If you have an iPhone 4 running iOS 4.1, you'll want to use the HDR feature for taking the best quality photos. As I explained in an earlier post, when you take a photo using this feature, it actually takes three different shots in three different exposures, and then combines them in order give the best quality and detail. A very helpful article on the Macworld website explains more about this feature, when to use it, and when not to use it.
Finally — a screen protector for the iPad that reduces glare. They claim that with the ScreenGuardz HD Anti-Glare screen protector you'll have no problem seeing the screen even in direct sunlight. And an added advantage for me is not constantly seeing my own reflection on the screen. The cost is $20.
Samsung announced the Galaxy Tab on Thursday, and it is one impressive device.
I can't wait until iOS 4.2 comes out in November. This review on Gizmodo makes it sound like it'll be a real upgrade for my iPad. The review covers features such as multitasking, folders, wireless printing, and Game Center. The biggest surprise of the review is that the orientation lock button will be onscreen and the current physical button will be a mute button, as on the iPhone. And you'll be able to control brightness from the taskbar.
TidBITs has a useful post on the iOS 4.1 update. The article lists the changes available only to iPhone 4 users, such as the ability to upload HD videos via WiFi to YouTube and MobileMe, and the new support for HDR photos. It also goes over the changes that are available on all devices that run the new software, such as the ability to rent TV shows from within the iTunes app.
Newsday for iPad came out in August, and Newsday has posted an entertaining commercial for their new app on YouTube.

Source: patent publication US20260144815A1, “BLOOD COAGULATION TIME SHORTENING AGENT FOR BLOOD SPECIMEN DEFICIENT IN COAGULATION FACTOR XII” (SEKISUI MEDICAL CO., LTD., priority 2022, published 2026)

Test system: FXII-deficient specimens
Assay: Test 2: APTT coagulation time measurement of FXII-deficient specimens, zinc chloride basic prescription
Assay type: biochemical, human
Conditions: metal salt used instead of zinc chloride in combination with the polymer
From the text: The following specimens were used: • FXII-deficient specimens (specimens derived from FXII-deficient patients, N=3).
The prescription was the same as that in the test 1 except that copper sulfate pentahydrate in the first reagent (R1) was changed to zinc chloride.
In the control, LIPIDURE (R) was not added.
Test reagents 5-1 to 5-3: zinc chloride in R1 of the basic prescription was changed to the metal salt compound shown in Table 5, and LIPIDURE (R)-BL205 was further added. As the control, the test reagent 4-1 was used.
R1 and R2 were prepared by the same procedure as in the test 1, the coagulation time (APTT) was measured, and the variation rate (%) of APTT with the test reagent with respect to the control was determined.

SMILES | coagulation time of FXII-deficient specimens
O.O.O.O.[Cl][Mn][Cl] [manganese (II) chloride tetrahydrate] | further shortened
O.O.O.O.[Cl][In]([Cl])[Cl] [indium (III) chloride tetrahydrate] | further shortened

Apple made some major changes this week in an effort to better meet the needs of developers — and get the FTC off its back. For the first time, Apple made public the guidelines — all 113 of them — that it follows in deciding which apps get approved. Until now, the developers had little idea what Apple would consider unacceptable, and were often frustrated when their apps were turned down. Apple's revised set of rules will also now allow some apps that weren't perviously allowed, possibly opening the way for Google Voice.
TextNow is currently available for free, and if you'd like to do free texting on your iPad or iPod touch, this app certainly deserves consideration. They actually give you a free phone number that others can use to send text messages to your iPad or iPod touch. It also can be used to send picture messages. It does have ads, but you can use in-app purchasing to upgrade to a version without apps ($5.99 per year). Here's a video demo.
Apparently the Apple Peel 520 is on its way to market in the US, with an announcement imminent. This is a case that turns an iPod touch into an iPhone. You can read a review and see a video on M.I.C. Gadget. The price will be around $57. It requires jailbreaking the iPod touch. The review looks at a prototype unit.
Here's more info from a press release:
Just released today, ZumoCast (free) sounds like a great app. It lets you stream your videos and music that are on your computer to your iPhone or iPad wirelessly via 3G or Wi-Fi. No syncing necessary. It automatically converts the streaming content on-the-fly to a format appropriate for your device. One advantage of this is that because your files stay on your computer, you can avoid filling up the memory of your device. The app also lets you save music and video for offline viewing or listening.